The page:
Even though Turkmenistan also signed an outline deal with Turkey on November 7, 2014 for the sale of its gas for delivery through TANAP, the fact that both sides didn’t disclose the terms of the agreement failed to satisfy the European Union.
In December 2014, EU Energy Commissioner Marosh Shefchovich formally asked TANAP to increase the capacity of its supply to Europe to 20 bcm, yet added that “there are technical prerequisites for power increase”. For TANAP to reach its full potential, and thus for the Southern Gas Corridor to fully serve its purpose, substantially more gas would have to be injected into the project.
Turkey may be let down by the fact that the P5+1 ended up striking a deal with Iran without Ankara’s significant diplomatic involvement – which was an important self-appointed role for Turkish foreign policy circles. Yet, this doesn’t mean that Turkey will not benefit from the deal.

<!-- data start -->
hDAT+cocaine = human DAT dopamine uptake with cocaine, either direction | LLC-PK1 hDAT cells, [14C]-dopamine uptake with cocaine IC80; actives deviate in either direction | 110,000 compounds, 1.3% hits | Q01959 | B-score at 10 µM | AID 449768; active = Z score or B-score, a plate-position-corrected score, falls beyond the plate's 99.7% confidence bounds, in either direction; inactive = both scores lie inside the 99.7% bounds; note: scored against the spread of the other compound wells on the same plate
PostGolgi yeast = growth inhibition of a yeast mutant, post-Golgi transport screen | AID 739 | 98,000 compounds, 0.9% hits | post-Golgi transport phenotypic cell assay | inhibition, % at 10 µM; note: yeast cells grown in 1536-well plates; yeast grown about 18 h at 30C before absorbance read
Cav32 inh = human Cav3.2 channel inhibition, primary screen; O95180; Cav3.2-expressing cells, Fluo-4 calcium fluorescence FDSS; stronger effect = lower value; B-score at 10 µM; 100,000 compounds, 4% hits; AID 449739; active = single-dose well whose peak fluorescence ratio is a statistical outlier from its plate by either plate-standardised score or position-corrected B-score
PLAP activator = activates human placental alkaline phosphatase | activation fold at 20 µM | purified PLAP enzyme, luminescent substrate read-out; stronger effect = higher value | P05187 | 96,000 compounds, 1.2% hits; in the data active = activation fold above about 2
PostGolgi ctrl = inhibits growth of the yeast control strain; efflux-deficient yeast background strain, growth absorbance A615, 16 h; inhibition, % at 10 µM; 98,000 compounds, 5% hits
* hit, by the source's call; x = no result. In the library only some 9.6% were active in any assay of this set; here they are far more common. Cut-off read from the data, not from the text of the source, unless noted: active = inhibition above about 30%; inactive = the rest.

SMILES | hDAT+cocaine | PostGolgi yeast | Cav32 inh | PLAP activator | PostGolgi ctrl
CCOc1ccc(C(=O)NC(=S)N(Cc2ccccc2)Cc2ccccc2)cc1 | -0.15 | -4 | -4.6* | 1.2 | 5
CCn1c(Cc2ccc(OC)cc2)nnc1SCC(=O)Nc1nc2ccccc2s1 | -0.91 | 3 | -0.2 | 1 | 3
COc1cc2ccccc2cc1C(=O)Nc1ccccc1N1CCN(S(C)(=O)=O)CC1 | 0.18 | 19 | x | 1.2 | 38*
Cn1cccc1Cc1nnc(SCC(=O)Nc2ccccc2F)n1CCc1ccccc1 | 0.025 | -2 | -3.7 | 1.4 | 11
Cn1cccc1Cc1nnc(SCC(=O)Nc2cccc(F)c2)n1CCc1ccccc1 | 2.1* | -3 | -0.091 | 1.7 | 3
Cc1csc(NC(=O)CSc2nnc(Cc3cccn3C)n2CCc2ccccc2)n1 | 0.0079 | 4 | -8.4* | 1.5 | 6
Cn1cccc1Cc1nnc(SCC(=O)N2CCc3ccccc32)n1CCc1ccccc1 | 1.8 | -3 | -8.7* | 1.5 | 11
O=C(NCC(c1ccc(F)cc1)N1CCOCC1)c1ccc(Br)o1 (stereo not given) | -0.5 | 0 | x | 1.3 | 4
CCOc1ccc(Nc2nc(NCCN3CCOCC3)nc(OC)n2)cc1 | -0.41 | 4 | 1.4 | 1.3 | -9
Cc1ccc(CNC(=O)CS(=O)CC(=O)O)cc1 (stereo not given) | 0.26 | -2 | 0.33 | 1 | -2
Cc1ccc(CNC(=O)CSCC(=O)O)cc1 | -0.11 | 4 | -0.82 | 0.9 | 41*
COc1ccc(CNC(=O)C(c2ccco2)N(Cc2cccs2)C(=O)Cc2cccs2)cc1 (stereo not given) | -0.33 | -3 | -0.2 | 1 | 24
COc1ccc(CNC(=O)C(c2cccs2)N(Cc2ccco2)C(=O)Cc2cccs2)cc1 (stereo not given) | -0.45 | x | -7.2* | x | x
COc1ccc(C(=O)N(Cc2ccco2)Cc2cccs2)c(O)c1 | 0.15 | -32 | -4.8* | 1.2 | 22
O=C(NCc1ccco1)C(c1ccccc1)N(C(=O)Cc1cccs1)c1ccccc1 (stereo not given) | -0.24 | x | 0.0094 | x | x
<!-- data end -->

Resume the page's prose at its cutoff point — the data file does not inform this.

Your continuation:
The most substantial benefit indeed is the fact that connecting Iran to the Southern Gas Corridor is now a possibility – albeit a difficult one. Rovnah Abdullayev, president of Azerbaijan’s State Oil Company (SOCAR), went on the record on April 4, stating that Iran is interested in purchasing a stake in TANAP. From an energy policy point of view, this is good news for all sides concerned.
Hurdles for Iranian gas
However, there are two immediate hurdles to getting Iranian gas into TANAP. The first is the politics of the Iranian Revolutionary Guard Corps. The IRGC’s business interests spilled over into the oil and gas sectors in the last decade and they will be the first to resist exporting gas to Europe through Turkey. The IRGC seeks to protect its dominant status as the most influential business interest controlling Iran’s oil and gas resources. Opening Iran’s gas infrastructure to foreign companies means IRGC would face increased competition and would likely resist foreign business interests’ stakes in gas development, citing security and independence.